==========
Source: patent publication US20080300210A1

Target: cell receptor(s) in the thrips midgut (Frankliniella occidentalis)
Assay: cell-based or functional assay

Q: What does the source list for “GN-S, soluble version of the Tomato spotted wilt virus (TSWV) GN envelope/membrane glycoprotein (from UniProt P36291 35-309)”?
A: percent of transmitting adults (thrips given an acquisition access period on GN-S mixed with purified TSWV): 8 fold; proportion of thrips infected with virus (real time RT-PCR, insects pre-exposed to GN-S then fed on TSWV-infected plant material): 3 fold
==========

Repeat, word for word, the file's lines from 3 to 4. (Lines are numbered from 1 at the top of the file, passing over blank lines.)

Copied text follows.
Assay: cell-based or functional assay

Q: What does the source list for “GN-S, soluble version of the Tomato spotted wilt virus (TSWV) GN envelope/membrane glycoprotein (from UniProt P36291 35-309)”?